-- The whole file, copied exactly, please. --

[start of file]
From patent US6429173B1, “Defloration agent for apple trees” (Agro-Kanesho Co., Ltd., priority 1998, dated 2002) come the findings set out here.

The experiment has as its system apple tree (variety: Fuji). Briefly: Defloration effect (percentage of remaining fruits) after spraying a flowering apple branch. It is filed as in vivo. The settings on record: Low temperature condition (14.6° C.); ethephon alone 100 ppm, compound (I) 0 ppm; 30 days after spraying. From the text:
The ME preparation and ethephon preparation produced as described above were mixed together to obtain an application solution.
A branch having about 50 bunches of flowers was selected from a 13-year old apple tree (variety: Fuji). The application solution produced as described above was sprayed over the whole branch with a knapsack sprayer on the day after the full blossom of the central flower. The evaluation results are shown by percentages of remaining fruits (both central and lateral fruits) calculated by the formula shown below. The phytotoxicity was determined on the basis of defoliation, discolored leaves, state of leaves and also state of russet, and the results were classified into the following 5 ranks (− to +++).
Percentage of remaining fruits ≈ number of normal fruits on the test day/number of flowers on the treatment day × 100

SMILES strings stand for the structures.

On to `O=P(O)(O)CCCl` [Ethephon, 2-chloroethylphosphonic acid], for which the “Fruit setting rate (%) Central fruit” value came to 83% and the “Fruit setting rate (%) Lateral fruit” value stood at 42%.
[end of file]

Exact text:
From patent US6429173B1, “Defloration agent for apple trees” (Agro-Kanesho Co., Ltd., priority 1998, dated 2002) come the findings set out here.

The experiment has as its system apple tree (variety: Fuji). Briefly: Defloration effect (percentage of remaining fruits) after spraying a flowering apple branch. It is filed as in vivo. The settings on record: Low temperature condition (14.6° C.); ethephon alone 100 ppm, compound (I) 0 ppm; 30 days after spraying. From the text:
The ME preparation and ethephon preparation produced as described above were mixed together to obtain an application solution.
A branch having about 50 bunches of flowers was selected from a 13-year old apple tree (variety: Fuji). The application solution produced as described above was sprayed over the whole branch with a knapsack sprayer on the day after the full blossom of the central flower. The evaluation results are shown by percentages of remaining fruits (both central and lateral fruits) calculated by the formula shown below. The phytotoxicity was determined on the basis of defoliation, discolored leaves, state of leaves and also state of russet, and the results were classified into the following 5 ranks (− to +++).
Percentage of remaining fruits ≈ number of normal fruits on the test day/number of flowers on the treatment day × 100

SMILES strings stand for the structures.

On to `O=P(O)(O)CCCl` [Ethephon, 2-chloroethylphosphonic acid], for which the “Fruit setting rate (%) Central fruit” value came to 83% and the “Fruit setting rate (%) Lateral fruit” value stood at 42%.